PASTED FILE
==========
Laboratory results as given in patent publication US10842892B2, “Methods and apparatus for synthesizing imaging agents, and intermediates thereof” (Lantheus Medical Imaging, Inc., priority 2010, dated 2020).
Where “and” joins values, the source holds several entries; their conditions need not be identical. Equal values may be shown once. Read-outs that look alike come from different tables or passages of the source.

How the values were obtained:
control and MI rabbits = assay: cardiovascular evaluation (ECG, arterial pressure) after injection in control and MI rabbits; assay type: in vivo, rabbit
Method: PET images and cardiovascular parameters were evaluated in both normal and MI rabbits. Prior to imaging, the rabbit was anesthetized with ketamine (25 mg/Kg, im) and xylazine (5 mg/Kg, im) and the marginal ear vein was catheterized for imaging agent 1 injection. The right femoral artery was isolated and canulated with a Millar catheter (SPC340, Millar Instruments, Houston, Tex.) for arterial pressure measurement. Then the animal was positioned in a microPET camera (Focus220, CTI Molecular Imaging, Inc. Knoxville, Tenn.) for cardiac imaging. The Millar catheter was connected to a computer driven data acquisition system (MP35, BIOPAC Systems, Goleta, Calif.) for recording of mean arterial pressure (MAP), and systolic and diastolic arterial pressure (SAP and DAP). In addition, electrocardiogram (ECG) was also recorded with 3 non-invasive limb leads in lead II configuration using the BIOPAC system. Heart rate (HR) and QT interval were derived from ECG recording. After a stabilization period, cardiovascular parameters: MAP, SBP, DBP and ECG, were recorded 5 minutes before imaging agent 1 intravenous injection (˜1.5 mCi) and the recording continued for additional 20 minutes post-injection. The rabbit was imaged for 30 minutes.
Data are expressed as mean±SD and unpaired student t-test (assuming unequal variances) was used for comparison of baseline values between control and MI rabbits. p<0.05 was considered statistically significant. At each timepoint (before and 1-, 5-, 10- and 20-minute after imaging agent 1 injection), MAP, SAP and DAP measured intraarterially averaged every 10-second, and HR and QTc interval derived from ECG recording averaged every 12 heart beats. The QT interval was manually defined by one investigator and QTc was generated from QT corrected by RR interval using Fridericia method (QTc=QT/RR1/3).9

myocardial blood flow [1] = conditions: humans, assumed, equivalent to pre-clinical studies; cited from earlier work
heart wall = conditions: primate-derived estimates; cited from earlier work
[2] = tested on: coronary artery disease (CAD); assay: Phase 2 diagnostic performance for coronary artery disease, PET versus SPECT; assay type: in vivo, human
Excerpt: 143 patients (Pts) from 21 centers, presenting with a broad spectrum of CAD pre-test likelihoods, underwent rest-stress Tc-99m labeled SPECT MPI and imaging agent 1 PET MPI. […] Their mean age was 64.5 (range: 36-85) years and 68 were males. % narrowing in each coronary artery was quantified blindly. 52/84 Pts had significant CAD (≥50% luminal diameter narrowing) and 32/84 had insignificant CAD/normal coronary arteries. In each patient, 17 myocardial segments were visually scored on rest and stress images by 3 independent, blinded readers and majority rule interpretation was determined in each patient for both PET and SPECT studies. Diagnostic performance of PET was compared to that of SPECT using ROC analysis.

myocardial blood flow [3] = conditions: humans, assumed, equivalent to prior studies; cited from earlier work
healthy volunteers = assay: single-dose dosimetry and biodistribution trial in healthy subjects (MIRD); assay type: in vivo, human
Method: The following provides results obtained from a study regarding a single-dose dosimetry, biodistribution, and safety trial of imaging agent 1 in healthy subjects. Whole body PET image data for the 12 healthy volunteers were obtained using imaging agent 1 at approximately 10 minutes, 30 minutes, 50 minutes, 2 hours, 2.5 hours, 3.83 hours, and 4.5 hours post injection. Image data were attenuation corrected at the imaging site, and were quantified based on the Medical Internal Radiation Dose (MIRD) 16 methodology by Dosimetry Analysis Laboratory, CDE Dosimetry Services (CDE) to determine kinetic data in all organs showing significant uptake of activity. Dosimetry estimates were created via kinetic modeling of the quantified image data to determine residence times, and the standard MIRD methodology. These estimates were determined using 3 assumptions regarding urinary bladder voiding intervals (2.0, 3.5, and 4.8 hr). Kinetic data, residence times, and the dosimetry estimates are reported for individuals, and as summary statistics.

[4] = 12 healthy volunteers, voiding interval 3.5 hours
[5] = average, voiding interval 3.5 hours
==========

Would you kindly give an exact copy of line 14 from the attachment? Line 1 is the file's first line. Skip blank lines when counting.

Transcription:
[4] = 12 healthy volunteers, voiding interval 3.5 hours